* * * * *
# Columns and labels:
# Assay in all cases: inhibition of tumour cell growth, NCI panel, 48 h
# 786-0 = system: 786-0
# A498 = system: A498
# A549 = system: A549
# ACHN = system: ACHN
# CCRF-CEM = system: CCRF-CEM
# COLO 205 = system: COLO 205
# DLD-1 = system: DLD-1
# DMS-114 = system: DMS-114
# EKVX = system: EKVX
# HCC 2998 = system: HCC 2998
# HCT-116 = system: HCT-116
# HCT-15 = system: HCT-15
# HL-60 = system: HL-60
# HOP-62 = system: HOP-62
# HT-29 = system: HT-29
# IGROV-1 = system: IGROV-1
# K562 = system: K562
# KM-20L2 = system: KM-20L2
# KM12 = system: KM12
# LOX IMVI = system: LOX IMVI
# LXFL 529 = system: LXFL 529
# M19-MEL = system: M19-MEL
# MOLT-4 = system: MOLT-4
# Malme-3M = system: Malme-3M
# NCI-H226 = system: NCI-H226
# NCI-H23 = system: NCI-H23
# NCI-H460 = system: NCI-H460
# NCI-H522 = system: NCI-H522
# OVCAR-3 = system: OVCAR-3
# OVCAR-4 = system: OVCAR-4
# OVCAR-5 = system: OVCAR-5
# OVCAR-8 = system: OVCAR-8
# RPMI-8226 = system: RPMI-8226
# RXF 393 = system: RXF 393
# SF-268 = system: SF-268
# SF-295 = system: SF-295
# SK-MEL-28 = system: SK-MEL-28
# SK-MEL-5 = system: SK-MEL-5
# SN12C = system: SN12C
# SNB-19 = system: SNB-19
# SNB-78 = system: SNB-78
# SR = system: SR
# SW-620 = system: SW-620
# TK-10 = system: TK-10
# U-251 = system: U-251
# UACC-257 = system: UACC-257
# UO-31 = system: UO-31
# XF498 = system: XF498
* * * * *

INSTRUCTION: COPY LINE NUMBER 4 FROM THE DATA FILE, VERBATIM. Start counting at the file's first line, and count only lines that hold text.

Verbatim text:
# A498 = system: A498